Politics of the Present, the Past, and the Performing Arts:
Getting Confused about 2016
If you are an American, you are probably tired of hearing about politics right now. I am an American and constantly surrounded by it, so it’s something on my mind, and so something I’m going to talk about. So read at your own risk.
I suppose I am bringing this upon myself, though. I’ve immersed myself in politics - besides just trying to keep up with the current election drama, I’ve also been into politics historical and fictional. I have been listening almost constantly for the past four months to the cast recording of the hit Broadway musical Hamilton, a show about none other than our very own first treasury secretary of the United States, Alexander Hamilton. On top of that, I’ve been religiously listening to the podcast Pod4Ham, in which groups of people break down each individual track from the cast recording. Yes, spending like 30 minutes discussing a 2-minute song. I’ve also been binge watching the HBO series Veep, starring Julia Louis-Dreyfus. It’s basically about modern U.S. politics, but in an alternate universe.
When I was walking the other day, listening to Pod4Ham, mulling over it all in my brain, I had a strange experience. It was subconscious, so I don’t remember what it was about specifically, but basically I started thinking about the historical American politics that happened at the time of Hamilton in terms of current U.S. politics. After I realized this, I also realized that while I watch the TV show Veep I’m doing the same thing. Basically I am getting confused. Which is an easy thing to get while thinking about US politics this year.
I think it’s happening because there are a scary amount of parallels between our current political climate, the political climate of two centuries ago, and fictionalized political climates people make up for the purpose of humor.
That’s what is really getting me. Veep, a show that - when you get down to it - is really just trying to make you laugh, seems realistic. Julia Louis-Dreyfus has said in multiple interviews I’ve listened to [I’m not obsessed with her, I swear!] that if she had proposed some of the events that have happened during this election cycle as a storyline to the show creators, they would have said it is too ridiculous and unrealistic. And yet, here we are. She’s also said that folks in Washington claim it’s the most accurate portrayal of the world inside U.S. politics they’ve ever seen in mainstream media. This should be concerning to anyone who watches the show.
All of the drama in the show has also given me a little bit of sympathy for our leaders. Although the storylines are completely fictional, you can see how these situations could manifest in some form in the real world, how politicians are constantly scrutinized and how they somehow have to please everyone to keep themselves afloat.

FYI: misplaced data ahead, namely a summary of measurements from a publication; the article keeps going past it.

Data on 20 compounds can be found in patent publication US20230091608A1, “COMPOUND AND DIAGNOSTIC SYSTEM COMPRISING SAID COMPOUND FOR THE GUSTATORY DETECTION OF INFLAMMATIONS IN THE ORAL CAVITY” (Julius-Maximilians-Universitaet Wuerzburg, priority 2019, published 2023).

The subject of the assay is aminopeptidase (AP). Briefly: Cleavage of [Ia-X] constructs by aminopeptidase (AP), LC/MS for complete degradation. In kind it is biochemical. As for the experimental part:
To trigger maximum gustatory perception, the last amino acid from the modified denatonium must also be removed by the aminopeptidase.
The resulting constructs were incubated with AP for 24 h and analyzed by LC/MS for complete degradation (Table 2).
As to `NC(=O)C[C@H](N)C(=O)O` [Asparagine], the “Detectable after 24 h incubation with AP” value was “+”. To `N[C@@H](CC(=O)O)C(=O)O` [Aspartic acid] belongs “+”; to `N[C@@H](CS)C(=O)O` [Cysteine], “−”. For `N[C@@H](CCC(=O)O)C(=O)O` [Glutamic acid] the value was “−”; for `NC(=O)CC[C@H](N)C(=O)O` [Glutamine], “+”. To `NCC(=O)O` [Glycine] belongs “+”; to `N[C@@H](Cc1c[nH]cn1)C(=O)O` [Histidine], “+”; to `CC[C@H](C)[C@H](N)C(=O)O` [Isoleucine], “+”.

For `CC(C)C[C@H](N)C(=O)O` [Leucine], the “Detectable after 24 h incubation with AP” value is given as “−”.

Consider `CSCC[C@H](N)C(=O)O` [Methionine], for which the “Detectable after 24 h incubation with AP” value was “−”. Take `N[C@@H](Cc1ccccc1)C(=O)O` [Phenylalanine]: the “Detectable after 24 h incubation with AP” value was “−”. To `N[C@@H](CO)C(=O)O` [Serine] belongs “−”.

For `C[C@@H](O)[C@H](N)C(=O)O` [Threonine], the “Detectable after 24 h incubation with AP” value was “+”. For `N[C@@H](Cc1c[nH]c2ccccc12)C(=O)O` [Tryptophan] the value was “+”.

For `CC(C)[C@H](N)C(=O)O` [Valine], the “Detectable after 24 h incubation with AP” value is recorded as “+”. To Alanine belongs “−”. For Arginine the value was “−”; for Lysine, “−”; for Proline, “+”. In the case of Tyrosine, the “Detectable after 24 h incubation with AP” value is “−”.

I love Veep because it satirizes our entire political system. The folks working on the show make a point to not assign her to a specific political party, just put her out there as a politician. [I figure she is definitely a Democrat, but that’s a think piece for another day.] As much as I appreciate satirizing the opposite end of the political spectrum of me, I find it wonderful that this show can connect with people on both sides of the aisle. Those on the left think it’s about those on the right, and those on the right think it’s about those on the left. It proves that all politicians are universally slimy. What a pleasant sentiment.
Are we hopeless? How did we possibly get to this point where our current politics are literally stranger than fiction? That’s where Hamilton comes in to ground us. While we are currently a mess, this is nothing new. Don’t worry, America is not going to hell, we’ve always been like this, we’ve always been on the brink. We had an especially rough start. *Spoiler alert,* but Hamilton is killed in a duel with the Aaron Burr, the Vice President of the United States. That really happened folks, the VP killed a man. And didn’t even get in trouble for it. They threatened each other, they blackmailed, they back-stabbed. It’s just the nature of politics, the nature of humans, really.
With that said, I don’t mean that this isn’t a scary time, because it is. I’m just hoping that since we’ve made it this far, we’ll find a way to unite [enough] and get out of the messy situation we’re in now.
All the while, I would recommend to anyone who hasn’t delved into Hamilton or Veep to do so, especially now, while they are more relevant than ever. Hamilton is probably the most brilliant piece of art I have listened to in my life, and Veep is just downright hilarious. And maybe some of the current American politics will start making sense to you too.
Amber Huston is a graduate student studying geology at Kent State University, having completed her undergrad at Thee Ohio State University. When not outdoors playing with rocks, she is hosting her show on Black Squirrel Radio [listen here: http://blacksquirrelradio.com/ ] or wasting time on the internet [follow on Twitter here: https://twitter.com/TheeAmberH uston]. She loves to travel but is restricted by the fact that - as a student - her net worth is a negative number.